The Dover Lane Music Conference, one of the oldest and most prestigious music festivals, started its journey in 1952. Renowned musicians and dancers performed under this banner and the music lovers of Calcutta used to wait eagerly for this annual festival. Over time, the festival started organizing classical dance performances separately. To give a platform to upcoming dancers, there is also an annual talent search contest to spot different classical dance styles.
To showcase young talented dancers found from the contest along with established dancers, the Festival of Indian Classical Dance was presented at the G.D. Birla Sabhaghar on September 26 and 27. It commenced with a solo Bharatnatyam recital by Anushree Chowdhury. A student of Keya Bhaduri Bhattacharya, Chowdhury started with Ganesh vandana, which is based on Raga Mohona and taal khandachapu. She learnt the kalakshetra style of Bharatnatyam with care and her presentation was neat. It was followed by shabdam, an item which started with a pure dance and went on to an interpretation of the sahitya of the song. Based on Raga Ragamalika, the number depicted the childhood pranks of Krishna. The dancer was mechanical in her abhinaya. She concluded her recital with tillana, the climactic number of the Bharatnatyam repertoire.
The second artist of the evening was Somrita Kushari, a disciple of Sutapa Talukdar. Kushari had an attractive stage presence and her dance movements were graceful and rhythmic. She started off with Shivastuti, an invocation to Lord Shiva, where she created a majestic picture of Shiva through tandav style movements and postures. Based on Raga Charukeshi, the music of the item was brilliantly composed by Bhubaneshwar Mishra. The dance was choreographed by Sutapa Talukdar. The dancer chose “Samudita madane”, an ashtapadi from the Geetgovind. She handled it aptly through her lasya and her eye movements effectively expressed her emotions and feelings.
Radhika Shetty from Mangalore took the stage to perform Bharatnatyam (picture). Shetty had a fresh and lively presence which was enjoyable to watch. Patanjali kauthuvam was her first number, where she described various attributes of the dance of Nataraja in the Chidambaram temple. Her expression was convincing but the vibrancy of the pure dance was missing throughout her performance. Her movements should have been more supple and agile. Radhika portrayed the khandita nayika in a famous ashtapadi, “Ya hi Madhava ya hi Keshava”, which is a favourite item for all dancers. In it, Radha is seen as being angry with Krishna for spending the whole night with another woman. Anger, sorrow, helplessness — the various shades of Radha’s emotions were delicately expressed by the dancer. The dance was choreographed by Bragha Bessell, an exponent of abhinaya from Chennai. Radhika concluded her recital with Ambastuti, where she described the beauty and grandeur of the goddess Rajrajeshwari through an ashtakam written by Adi Shankaracharya.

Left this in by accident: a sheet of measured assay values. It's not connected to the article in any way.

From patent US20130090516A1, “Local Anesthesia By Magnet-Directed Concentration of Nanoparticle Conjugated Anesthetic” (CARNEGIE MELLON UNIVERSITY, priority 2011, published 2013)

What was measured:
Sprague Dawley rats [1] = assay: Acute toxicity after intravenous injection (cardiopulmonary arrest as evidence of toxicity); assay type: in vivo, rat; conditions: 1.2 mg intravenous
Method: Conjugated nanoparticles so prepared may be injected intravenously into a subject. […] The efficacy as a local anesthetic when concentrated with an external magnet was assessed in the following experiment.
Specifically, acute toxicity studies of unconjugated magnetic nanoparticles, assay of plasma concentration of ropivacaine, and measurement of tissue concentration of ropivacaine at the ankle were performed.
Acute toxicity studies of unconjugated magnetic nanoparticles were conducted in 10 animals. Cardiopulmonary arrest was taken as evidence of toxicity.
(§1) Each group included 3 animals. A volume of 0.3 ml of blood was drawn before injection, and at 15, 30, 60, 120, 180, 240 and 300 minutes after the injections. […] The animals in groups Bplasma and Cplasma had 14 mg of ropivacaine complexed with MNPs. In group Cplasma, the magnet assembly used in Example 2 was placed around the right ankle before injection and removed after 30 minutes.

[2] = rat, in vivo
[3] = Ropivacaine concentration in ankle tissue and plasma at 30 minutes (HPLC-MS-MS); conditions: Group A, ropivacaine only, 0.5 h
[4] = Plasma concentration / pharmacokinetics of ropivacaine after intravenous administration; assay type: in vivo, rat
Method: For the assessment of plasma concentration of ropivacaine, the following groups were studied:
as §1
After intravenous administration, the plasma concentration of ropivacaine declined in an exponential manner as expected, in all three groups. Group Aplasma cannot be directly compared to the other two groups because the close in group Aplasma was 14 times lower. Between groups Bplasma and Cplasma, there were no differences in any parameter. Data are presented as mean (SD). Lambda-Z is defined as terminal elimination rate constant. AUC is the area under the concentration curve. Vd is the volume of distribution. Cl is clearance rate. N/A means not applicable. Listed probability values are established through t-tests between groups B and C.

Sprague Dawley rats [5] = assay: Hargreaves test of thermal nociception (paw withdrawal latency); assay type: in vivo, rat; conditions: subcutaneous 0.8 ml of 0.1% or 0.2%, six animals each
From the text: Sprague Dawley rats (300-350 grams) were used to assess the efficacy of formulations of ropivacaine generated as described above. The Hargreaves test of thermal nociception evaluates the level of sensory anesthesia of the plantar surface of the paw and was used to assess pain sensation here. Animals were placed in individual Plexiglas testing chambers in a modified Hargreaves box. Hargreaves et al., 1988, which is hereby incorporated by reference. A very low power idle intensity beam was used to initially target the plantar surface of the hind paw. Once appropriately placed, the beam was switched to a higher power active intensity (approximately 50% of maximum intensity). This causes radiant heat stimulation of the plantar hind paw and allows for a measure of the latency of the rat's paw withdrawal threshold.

The concluding presentation of the day was a Kathak group performance to “E ki madhura chhanda”. It was done by Amita Dutt and her troupe. Based on compositions by D.L. Roy, it was well-rehearsed.
The second day of the festival started with a solo Kathak recital by Shreya Bhattacharya, a disciple of Emeli Ghosh. She presented Ganesh vandana, followed by the usual uthaan, paran, gatnikas in vilambit and drut teental and a thumri to showcase her abhinaya. Bhattacharya displayed commendable taiyari and command over rhythm. Her footwork was crisp and her pure dance was praiseworthy. But in a very short span of time it was impossible to do justice to a classical art form which ought to be elaborate and amplified. The organizers should have planned the schedule more judiciously.
The following Kathakali duet performance by two eminent dancers, Kalamandalam Venkitt and Kalamandalam Murali, was long and monotonous; there was little dance in their presentation of Karna-Kunti Sambad. Both of them were brilliant dancers, and the elaborate costumes and make-up found in Kathakali performances created a dramatic impact, but the audience expected to experience a few more sparks of their calibre. Venkitt as Kunti was in streevesham with his usual flair. Bimbavati Devi, a serious and sincere Manipuri dancer, staged Amitajyoti, a group presentation, inspired by Rabindranath Tagore’s Biswa Parichay. It has been reviewed earlier.
The festival came to an end with an Odissi and Kathak duet by Alokparna Guha and Nandini Ghosal. Choreographed by the dancers themselves, three items were presented in two different dance styles. Nandini had a charming presence with her precise chauk, tribhangi, mudras and postures, through which the Odissi style was reflected gracefully. Alokparna had a command over her style but the chemistry between the two dancers was not very strong. Thus, their duet presentation failed to be impressive.